As creatives, freelancers, and entrepreneurs, money is a hit or miss conversation isn’t it? We tend to dread the moment when our two invoices and Paypal requests go ignored for another week, or when we leave the speaking engagement after quite a few moments of awkward lingering only to find out our check hasn’t been “cut yet.” And when it comes to getting mail, it can quickly turn really exciting or extremely depressing, because if it doesn’t come - it looks like you’ll be eating cereal for dinner again.
What we do is work. What we create are products of numerical value which can be difficult to navigate through, because who decides what they’re worth? YOU do.
It is necessary to apply a monetary value on what we create; what our hands, minds, or voices contribute to the greater good of the world.
If you don’t find the value in what you do, then how in the world is anyone else going to take you seriously? This was a very difficult lesson for me to grasp. In my wide range of freelance activities, rates were always (and still are) difficult to put down on paper.
I remember after pitching my rates in a client meeting for social media, I immediately got the response, “You know, if you charged more then I would take you seriously. Whether you know it or not, the price you’re giving me is also telling me the quality of work you’ll deliver as well, and that’s a huge turn off.” Yikes. I didn’t realize that by throwing out whatever low number I felt would make me more appealing actually ended up doing the very opposite. I had given a number that reflected how I ultimately viewed the value of my work - and it wasn’t very high.
I didn’t come from a family of numbers, nor did we engage in very many monetary or economic-focused conversations, except for about what we didn’t have. If I were to dive into my “psychology of money”, I know that it would stem from a place always being a topic that brought tension, arguments, and stress. I’ve only recently realized how this has now affected my mindset on rates as a freelance, contracted professional.
I would say yes to every event and side gig, only to receive checks that made me feel disheartened and exhausted.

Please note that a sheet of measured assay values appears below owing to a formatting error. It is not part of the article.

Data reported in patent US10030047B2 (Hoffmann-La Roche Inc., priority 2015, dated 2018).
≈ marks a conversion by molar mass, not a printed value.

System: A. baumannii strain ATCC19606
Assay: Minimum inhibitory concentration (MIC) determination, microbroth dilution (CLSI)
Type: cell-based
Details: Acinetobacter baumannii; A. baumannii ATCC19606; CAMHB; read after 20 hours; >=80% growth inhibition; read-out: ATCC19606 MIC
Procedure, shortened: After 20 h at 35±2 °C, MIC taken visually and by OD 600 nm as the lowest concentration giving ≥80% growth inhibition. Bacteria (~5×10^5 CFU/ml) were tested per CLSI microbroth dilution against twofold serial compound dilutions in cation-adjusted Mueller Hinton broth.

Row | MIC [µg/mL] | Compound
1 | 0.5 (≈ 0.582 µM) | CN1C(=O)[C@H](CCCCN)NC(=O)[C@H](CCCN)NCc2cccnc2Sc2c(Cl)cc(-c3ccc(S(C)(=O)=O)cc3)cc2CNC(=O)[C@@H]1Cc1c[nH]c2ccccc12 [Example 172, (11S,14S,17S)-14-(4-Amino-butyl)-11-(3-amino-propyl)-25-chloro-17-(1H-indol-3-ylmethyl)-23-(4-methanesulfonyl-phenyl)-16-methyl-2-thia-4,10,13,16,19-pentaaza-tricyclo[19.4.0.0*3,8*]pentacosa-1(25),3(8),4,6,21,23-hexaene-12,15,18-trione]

Why? Because I did not communicate the value of my work and thus did not receive a pay that reflected it. This resulted in having to do some research, and have eye opening conversations with mentors and peers. I started to Google the approximate rates of professionals who were also in my field of speaking and poetry, comparing their rates and packages, then tweaking them as a model for how it connected to my own personal brand.
What you offer not only has monetary values - it offers a wide range of other benefits. I know I provide an emotional value with my work; the ability to allow people to walk away with a sense of restored identity, purpose, and encouragement. That can be exhausting emotionally, spiritually, and mentally; therefore, I have full freedom to charge accordingly.
One of my mentors also explained to me that I am not only the brand, but the business and the product as well. When people book me for events, they aren’t just requesting what I offer: witty humor and poems that elicit the freedom to feel. They are ultimately requesting me as an individual to contribute to their event. When I come up with my rates, I break down the experience and the entirety of what I’ve seen happen as a result of working with my specific expertise.
If you are negotiating rates and you walk away from that meeting not feeling seen nor heard, then your answer to that client should be no. Your time is too precious and your work has too much value for it not to be appreciated by the person who is entrusting you to make a project, product, or event come to life.
Be bold in your asks, dream big, and don’t set your standards low. Learn the art of negotiating and also how to stand your ground. Do your research and most importantly, find the values in why you create. You will ultimately come to the reminder that no, we don’t necessarily do this for the money, but what an amazing life to be able to get paid to do what we love.
Now let’s get practical shall we?
Track your hours.
So how do you actually go about setting rates for your work? Look at the breakdown of how your projects have been in the past. Are they short term? Long term? Do they involve a set amount of hours per day? Tracking your work is important so that there is integrity not only in the work you’re doing, but also when it comes down to having a timesheet to backup the invoices you send out. Top Tracker, Toggl, and Due Time are all great, free resources for logging your hours.
Consider all the variables.
As someone who travels to events that I’m hired for, gas and mileage are something I have to add into my rates. If you’re traveling to meet with clients for any reason, this is something you can add to your total rate, or can even choose to set a hourly meeting rate that includes this cost. Are you rehearsing? That is typically a separate, hourly rate from your flat performance rate. Do you have multiple drafts or edits? Include it in your contract that the client is allowed no more than two rounds of editing, and any after that would be an additional amount.
Do your research.
There are so many articles and references out there for freelancers in every industry on determining how to charge the right rates. Pinterest is even an amazing resource! Many resources are catalogued there and can be found by simply searching “freelance rates”.
Remember, this is your job and time is money, literally. You, your time, and your craft are all worthy of the value they deserve.
Photos by Amy Hulst